Reasons to Breast Feed -Breastfeeding Guide

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For many years, scientists have been playing out the ingredients that make breast milk the perfect food for babies. They’ve discovered to day over 200 close compounds to fight infection, help the immune system mature, aid in digestion, and support brain growth – nature made properties that science simply cannot copy.

The important long term benefits of breast feeding include reduced risk of asthma, allergies, obesity, and some forms of childhood cancer. The more that scientists continue to learn, the better breast milk looks.

In addition to making your baby healthier, breast feeding may also make him smarter. Many studies have proved that breast fed babies tend to be smarter than babies who were fed with formula or other methods. Breast feeding does help with nutrients and the support of brain growth, which is something every mother should think about.

The benefits for the nursing mom are just as good as they are for the baby. The hormones that are released during breast feeding will curb blood loss post delivery and help to shrink the uterus back to its normal size.

Long term, the breast feeding mom will have a lower risk for pre-menopausal breast cancer, which is the kind that strikes before the age of 50. The benefits will begin to show with three to six months of breast feeding and increase the longer that breast feeding continues.

By now, you should realize that breast milk is one power packed liquid. It offers more for your baby than formula, or any other scientific creation for that matter. As you begin to plan for the future of your baby, make a commitment to breast feeding him for as long as you possibly can – as it will do both your bodies the world of good.

What’s going on?

Perhaps what’s even more remarkable than visible changes are the extensive changes that are taking place inside of your breasts. The developing placenta stimulates the release of estrogen and progesterone, which will in turn stimulate the complex biological system that helps to make lactation possible.

Before you get pregnant, a combination of supportive tissue, milk glands, and fat make up the larger portions of your breasts. The fact is your newly swollen breasts have been preparing for your pregnancy since you were in your mother’s womb!

When you were born, your main milk ducts had already formed. Your mammary glands stayed quiet until you reached puberty, when a flood of the female hormone estrogen caused them to grow and also to swell. During pregnancy, those glands will kick into high gear.

Before your baby arrives, glandular tissue has replaced a majority of the fat cells and accounts for your bigger than before breasts. Each breast may actually get as much as 1 ½ pounds heavier than before!

Nestled among the fatty cells and glandular tissue is an intricate network of channels or canals known as the milk ducts. The pregnancy hormones will cause these ducts to increase in both number and size, with the ducts branching off into smaller canals near the chest wall known as ductules.

At the end of each duct is a cluster of smaller sacs known as alveoli. The cluster of alveoli is known as a lobule, while a cluster of lobule is known as a lobe. Each breast will contain around 15 – 20 lobes, with one milk duct for every lobe.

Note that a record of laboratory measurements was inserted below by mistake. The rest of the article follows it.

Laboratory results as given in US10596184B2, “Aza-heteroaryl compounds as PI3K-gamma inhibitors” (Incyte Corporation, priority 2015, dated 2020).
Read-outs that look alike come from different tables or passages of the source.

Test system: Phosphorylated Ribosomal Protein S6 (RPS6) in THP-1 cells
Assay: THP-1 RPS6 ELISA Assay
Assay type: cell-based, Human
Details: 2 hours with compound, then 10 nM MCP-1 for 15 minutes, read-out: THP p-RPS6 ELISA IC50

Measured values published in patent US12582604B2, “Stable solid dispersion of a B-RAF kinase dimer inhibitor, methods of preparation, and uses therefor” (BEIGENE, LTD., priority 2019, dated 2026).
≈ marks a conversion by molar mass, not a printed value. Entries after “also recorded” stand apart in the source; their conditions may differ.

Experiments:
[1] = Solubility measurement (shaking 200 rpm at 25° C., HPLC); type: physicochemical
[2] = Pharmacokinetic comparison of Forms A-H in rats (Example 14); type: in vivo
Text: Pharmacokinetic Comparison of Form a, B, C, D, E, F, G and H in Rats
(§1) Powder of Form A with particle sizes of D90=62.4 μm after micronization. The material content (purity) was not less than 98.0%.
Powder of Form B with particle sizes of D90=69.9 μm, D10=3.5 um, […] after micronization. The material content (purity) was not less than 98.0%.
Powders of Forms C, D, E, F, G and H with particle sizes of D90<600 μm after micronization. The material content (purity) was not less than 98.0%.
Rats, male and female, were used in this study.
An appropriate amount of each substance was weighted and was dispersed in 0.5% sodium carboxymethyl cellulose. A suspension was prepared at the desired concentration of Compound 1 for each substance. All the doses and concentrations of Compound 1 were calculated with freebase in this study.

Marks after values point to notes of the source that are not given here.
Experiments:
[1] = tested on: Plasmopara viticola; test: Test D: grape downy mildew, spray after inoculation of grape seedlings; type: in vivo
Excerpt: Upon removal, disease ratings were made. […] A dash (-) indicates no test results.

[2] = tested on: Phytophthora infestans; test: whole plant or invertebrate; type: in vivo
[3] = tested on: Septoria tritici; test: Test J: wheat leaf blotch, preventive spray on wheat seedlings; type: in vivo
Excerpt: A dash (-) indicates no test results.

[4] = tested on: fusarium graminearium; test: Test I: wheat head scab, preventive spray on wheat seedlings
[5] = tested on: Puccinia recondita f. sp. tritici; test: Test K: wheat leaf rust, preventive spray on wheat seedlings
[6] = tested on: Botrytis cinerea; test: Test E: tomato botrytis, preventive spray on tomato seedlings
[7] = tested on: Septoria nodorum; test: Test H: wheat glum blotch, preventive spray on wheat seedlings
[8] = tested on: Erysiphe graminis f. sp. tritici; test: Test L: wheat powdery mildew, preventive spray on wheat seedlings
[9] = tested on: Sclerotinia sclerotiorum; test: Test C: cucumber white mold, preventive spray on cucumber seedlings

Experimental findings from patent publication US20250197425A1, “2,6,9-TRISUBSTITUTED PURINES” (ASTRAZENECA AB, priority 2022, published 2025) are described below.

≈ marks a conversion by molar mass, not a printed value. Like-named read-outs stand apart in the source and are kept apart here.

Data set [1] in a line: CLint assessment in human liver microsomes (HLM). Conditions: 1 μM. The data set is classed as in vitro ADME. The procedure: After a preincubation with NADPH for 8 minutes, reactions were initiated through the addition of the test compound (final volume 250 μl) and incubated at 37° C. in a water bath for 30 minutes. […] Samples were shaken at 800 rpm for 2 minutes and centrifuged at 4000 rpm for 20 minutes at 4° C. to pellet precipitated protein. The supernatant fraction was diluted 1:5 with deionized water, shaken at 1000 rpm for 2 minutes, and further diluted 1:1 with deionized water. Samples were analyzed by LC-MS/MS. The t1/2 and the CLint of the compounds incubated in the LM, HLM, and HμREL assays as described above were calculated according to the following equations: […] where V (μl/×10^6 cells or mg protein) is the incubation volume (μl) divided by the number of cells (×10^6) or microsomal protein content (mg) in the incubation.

The milk is produced inside of the alveoli, which is surrounded by tiny muscles that squeeze the glands and help to push the milk out into the ductules. Those ductules will lead to a bigger duct that widens into a milk pool directly below the areola.

The milk pools will act as reservoirs that hold the milk until your baby sucks it through the tiny openings in your nipples.

Mother Nature is so smart that your milk duct system will become fully developed around the time of your second trimester, so you can properly breast feed your baby even if he or she arrives earlier than you are anticipating.

Benefits of Breast Feeding

Once you’ve given birth, breast feeding is the single most important thing you can do to protect your baby and help to promote good health. Best of all, breast feeding is free.
Along with saving you money on HMR (Human Milk Replacement), breast feeding can also help you to keep your medical bills down. Babies that are fed with formula get sicker more often and more seriously than babies that are breast fed. They also have more ear infections, respiratory infections, and other problems.

This can be even truer if your family has had a history of allergies. When a baby is breast fed, the antibodies pass on from the mother to the baby, helping to protect against illness and allergies. As the baby’s system matures, his body will begin to make its own antibodies, and he’ll be more equipped to handle sensitivities of food.

Sucking on the breast will also help with the development or jaw alignment and the development of the cheekbone. For this very reason, there is less of the need for costly orthodontic work when the child gets older.
Unlike formula, breast milk is always ready, always available, convenient, and always the right temperature for feeding. Plus, it contains all of the vitamins and minerals your growing baby needs, saving you a lot of money.
Breast feeding also offers many benefits for the mom as well. The baby sucking at the breast will cause contractions right after birth, leading to less bleeding for the mom, and helping her uterus to its shape before pregnancy much faster.

Breast feeding will also burn calories, so a mom can lose weight much faster than if she fed her baby with a bottle. Breast feeding will also create a special bond with the mother and the baby – which is one thing formula simply cannot do.

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